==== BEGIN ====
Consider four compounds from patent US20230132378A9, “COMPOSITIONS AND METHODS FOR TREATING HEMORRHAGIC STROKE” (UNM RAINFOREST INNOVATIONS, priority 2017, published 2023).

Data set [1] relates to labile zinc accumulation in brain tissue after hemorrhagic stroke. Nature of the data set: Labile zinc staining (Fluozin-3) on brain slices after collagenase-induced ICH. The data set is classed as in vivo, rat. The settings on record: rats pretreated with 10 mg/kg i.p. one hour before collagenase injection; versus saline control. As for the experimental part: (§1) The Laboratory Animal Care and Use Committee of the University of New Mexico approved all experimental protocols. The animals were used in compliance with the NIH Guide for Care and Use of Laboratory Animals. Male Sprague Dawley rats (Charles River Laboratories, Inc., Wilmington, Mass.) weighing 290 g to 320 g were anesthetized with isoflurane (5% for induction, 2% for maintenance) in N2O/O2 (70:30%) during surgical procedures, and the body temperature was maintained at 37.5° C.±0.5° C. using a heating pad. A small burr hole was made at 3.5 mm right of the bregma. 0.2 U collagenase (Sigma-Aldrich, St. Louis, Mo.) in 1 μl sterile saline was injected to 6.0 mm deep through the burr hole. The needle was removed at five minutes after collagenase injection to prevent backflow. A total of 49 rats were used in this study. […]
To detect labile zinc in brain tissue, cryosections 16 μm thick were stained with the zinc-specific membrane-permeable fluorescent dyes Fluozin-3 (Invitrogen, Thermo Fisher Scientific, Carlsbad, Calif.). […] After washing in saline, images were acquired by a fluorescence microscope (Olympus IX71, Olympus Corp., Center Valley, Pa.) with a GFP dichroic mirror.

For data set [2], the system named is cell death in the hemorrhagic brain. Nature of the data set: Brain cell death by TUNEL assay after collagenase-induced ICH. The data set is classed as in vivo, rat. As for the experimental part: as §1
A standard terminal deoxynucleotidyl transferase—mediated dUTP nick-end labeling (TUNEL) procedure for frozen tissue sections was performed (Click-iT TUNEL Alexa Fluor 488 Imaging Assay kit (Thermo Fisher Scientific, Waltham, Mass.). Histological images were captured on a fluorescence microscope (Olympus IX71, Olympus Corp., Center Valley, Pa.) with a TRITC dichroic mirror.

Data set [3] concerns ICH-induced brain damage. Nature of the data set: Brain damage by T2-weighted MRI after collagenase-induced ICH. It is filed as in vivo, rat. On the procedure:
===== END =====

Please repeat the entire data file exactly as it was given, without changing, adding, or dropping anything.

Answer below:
Consider four compounds from patent US20230132378A9, “COMPOSITIONS AND METHODS FOR TREATING HEMORRHAGIC STROKE” (UNM RAINFOREST INNOVATIONS, priority 2017, published 2023).

Data set [1] relates to labile zinc accumulation in brain tissue after hemorrhagic stroke. Nature of the data set: Labile zinc staining (Fluozin-3) on brain slices after collagenase-induced ICH. The data set is classed as in vivo, rat. The settings on record: rats pretreated with 10 mg/kg i.p. one hour before collagenase injection; versus saline control. As for the experimental part: (§1) The Laboratory Animal Care and Use Committee of the University of New Mexico approved all experimental protocols. The animals were used in compliance with the NIH Guide for Care and Use of Laboratory Animals. Male Sprague Dawley rats (Charles River Laboratories, Inc., Wilmington, Mass.) weighing 290 g to 320 g were anesthetized with isoflurane (5% for induction, 2% for maintenance) in N2O/O2 (70:30%) during surgical procedures, and the body temperature was maintained at 37.5° C.±0.5° C. using a heating pad. A small burr hole was made at 3.5 mm right of the bregma. 0.2 U collagenase (Sigma-Aldrich, St. Louis, Mo.) in 1 μl sterile saline was injected to 6.0 mm deep through the burr hole. The needle was removed at five minutes after collagenase injection to prevent backflow. A total of 49 rats were used in this study. […]
To detect labile zinc in brain tissue, cryosections 16 μm thick were stained with the zinc-specific membrane-permeable fluorescent dyes Fluozin-3 (Invitrogen, Thermo Fisher Scientific, Carlsbad, Calif.). […] After washing in saline, images were acquired by a fluorescence microscope (Olympus IX71, Olympus Corp., Center Valley, Pa.) with a GFP dichroic mirror.

For data set [2], the system named is cell death in the hemorrhagic brain. Nature of the data set: Brain cell death by TUNEL assay after collagenase-induced ICH. The data set is classed as in vivo, rat. As for the experimental part: as §1
A standard terminal deoxynucleotidyl transferase—mediated dUTP nick-end labeling (TUNEL) procedure for frozen tissue sections was performed (Click-iT TUNEL Alexa Fluor 488 Imaging Assay kit (Thermo Fisher Scientific, Waltham, Mass.). Histological images were captured on a fluorescence microscope (Olympus IX71, Olympus Corp., Center Valley, Pa.) with a TRITC dichroic mirror.

Data set [3] concerns ICH-induced brain damage. Nature of the data set: Brain damage by T2-weighted MRI after collagenase-induced ICH. It is filed as in vivo, rat. On the procedure: